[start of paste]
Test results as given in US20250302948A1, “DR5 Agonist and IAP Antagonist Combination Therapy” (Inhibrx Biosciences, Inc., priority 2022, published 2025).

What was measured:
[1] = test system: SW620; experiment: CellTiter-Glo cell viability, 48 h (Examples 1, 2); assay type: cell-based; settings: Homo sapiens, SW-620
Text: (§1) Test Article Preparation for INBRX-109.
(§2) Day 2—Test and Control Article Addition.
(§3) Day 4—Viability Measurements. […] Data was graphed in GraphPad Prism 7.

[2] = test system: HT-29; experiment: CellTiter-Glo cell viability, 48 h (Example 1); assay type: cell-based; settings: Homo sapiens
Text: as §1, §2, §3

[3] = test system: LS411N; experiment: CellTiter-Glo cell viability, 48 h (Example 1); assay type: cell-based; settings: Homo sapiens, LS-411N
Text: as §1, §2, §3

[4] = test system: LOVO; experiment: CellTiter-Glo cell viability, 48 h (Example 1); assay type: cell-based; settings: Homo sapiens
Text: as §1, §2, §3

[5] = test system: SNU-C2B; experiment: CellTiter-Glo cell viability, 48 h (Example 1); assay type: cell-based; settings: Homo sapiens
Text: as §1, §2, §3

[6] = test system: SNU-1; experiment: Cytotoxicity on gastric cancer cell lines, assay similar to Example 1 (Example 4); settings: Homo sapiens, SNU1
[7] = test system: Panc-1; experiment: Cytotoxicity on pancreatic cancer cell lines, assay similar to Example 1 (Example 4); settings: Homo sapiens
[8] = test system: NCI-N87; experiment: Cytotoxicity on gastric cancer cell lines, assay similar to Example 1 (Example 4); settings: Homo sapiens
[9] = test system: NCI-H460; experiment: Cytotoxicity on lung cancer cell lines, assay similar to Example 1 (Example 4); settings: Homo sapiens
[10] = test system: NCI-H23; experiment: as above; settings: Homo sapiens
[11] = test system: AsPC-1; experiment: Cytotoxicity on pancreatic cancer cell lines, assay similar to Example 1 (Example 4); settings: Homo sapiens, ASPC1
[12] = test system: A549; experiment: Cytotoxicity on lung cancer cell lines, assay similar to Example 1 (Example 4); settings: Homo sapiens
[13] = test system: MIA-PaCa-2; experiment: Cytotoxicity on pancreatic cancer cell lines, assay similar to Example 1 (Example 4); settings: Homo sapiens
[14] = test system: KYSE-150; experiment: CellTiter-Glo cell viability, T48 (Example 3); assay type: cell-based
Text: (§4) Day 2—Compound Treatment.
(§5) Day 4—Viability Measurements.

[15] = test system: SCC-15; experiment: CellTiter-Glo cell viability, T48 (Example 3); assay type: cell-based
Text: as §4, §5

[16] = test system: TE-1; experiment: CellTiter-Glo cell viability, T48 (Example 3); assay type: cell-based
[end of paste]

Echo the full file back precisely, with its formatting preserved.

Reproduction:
Test results as given in US20250302948A1, “DR5 Agonist and IAP Antagonist Combination Therapy” (Inhibrx Biosciences, Inc., priority 2022, published 2025).

What was measured:
[1] = test system: SW620; experiment: CellTiter-Glo cell viability, 48 h (Examples 1, 2); assay type: cell-based; settings: Homo sapiens, SW-620
Text: (§1) Test Article Preparation for INBRX-109.
(§2) Day 2—Test and Control Article Addition.
(§3) Day 4—Viability Measurements. […] Data was graphed in GraphPad Prism 7.

[2] = test system: HT-29; experiment: CellTiter-Glo cell viability, 48 h (Example 1); assay type: cell-based; settings: Homo sapiens
Text: as §1, §2, §3

[3] = test system: LS411N; experiment: CellTiter-Glo cell viability, 48 h (Example 1); assay type: cell-based; settings: Homo sapiens, LS-411N
Text: as §1, §2, §3

[4] = test system: LOVO; experiment: CellTiter-Glo cell viability, 48 h (Example 1); assay type: cell-based; settings: Homo sapiens
Text: as §1, §2, §3

[5] = test system: SNU-C2B; experiment: CellTiter-Glo cell viability, 48 h (Example 1); assay type: cell-based; settings: Homo sapiens
Text: as §1, §2, §3

[6] = test system: SNU-1; experiment: Cytotoxicity on gastric cancer cell lines, assay similar to Example 1 (Example 4); settings: Homo sapiens, SNU1
[7] = test system: Panc-1; experiment: Cytotoxicity on pancreatic cancer cell lines, assay similar to Example 1 (Example 4); settings: Homo sapiens
[8] = test system: NCI-N87; experiment: Cytotoxicity on gastric cancer cell lines, assay similar to Example 1 (Example 4); settings: Homo sapiens
[9] = test system: NCI-H460; experiment: Cytotoxicity on lung cancer cell lines, assay similar to Example 1 (Example 4); settings: Homo sapiens
[10] = test system: NCI-H23; experiment: as above; settings: Homo sapiens
[11] = test system: AsPC-1; experiment: Cytotoxicity on pancreatic cancer cell lines, assay similar to Example 1 (Example 4); settings: Homo sapiens, ASPC1
[12] = test system: A549; experiment: Cytotoxicity on lung cancer cell lines, assay similar to Example 1 (Example 4); settings: Homo sapiens
[13] = test system: MIA-PaCa-2; experiment: Cytotoxicity on pancreatic cancer cell lines, assay similar to Example 1 (Example 4); settings: Homo sapiens
[14] = test system: KYSE-150; experiment: CellTiter-Glo cell viability, T48 (Example 3); assay type: cell-based
Text: (§4) Day 2—Compound Treatment.
(§5) Day 4—Viability Measurements.

[15] = test system: SCC-15; experiment: CellTiter-Glo cell viability, T48 (Example 3); assay type: cell-based
Text: as §4, §5

[16] = test system: TE-1; experiment: CellTiter-Glo cell viability, T48 (Example 3); assay type: cell-based